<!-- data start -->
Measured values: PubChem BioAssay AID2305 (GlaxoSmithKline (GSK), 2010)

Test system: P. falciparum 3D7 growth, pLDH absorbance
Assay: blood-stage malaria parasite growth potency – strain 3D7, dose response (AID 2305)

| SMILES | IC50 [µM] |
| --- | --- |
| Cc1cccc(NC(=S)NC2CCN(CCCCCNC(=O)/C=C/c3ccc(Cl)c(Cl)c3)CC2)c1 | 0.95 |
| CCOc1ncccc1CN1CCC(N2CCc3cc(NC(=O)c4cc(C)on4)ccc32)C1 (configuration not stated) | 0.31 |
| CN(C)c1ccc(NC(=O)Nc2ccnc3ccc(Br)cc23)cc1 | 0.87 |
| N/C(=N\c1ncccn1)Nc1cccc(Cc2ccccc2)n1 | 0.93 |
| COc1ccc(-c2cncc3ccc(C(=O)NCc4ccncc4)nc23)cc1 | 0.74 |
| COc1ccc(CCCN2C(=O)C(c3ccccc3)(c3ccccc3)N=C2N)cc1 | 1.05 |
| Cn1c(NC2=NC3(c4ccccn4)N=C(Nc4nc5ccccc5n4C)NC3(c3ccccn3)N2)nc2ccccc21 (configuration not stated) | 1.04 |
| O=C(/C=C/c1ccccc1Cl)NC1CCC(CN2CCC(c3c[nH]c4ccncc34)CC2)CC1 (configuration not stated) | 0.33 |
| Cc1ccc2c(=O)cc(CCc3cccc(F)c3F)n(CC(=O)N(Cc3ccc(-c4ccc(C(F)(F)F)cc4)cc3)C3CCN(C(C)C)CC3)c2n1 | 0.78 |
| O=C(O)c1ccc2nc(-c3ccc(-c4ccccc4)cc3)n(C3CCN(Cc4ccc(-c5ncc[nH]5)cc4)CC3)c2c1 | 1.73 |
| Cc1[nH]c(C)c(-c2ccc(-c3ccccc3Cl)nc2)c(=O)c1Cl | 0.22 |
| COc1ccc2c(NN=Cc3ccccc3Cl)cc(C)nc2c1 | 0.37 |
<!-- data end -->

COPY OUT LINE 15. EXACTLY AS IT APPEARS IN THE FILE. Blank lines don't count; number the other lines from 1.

| O=C(O)c1ccc2nc(-c3ccc(-c4ccccc4)cc3)n(C3CCN(Cc4ccc(-c5ncc[nH]5)cc4)CC3)c2c1 | 1.73 |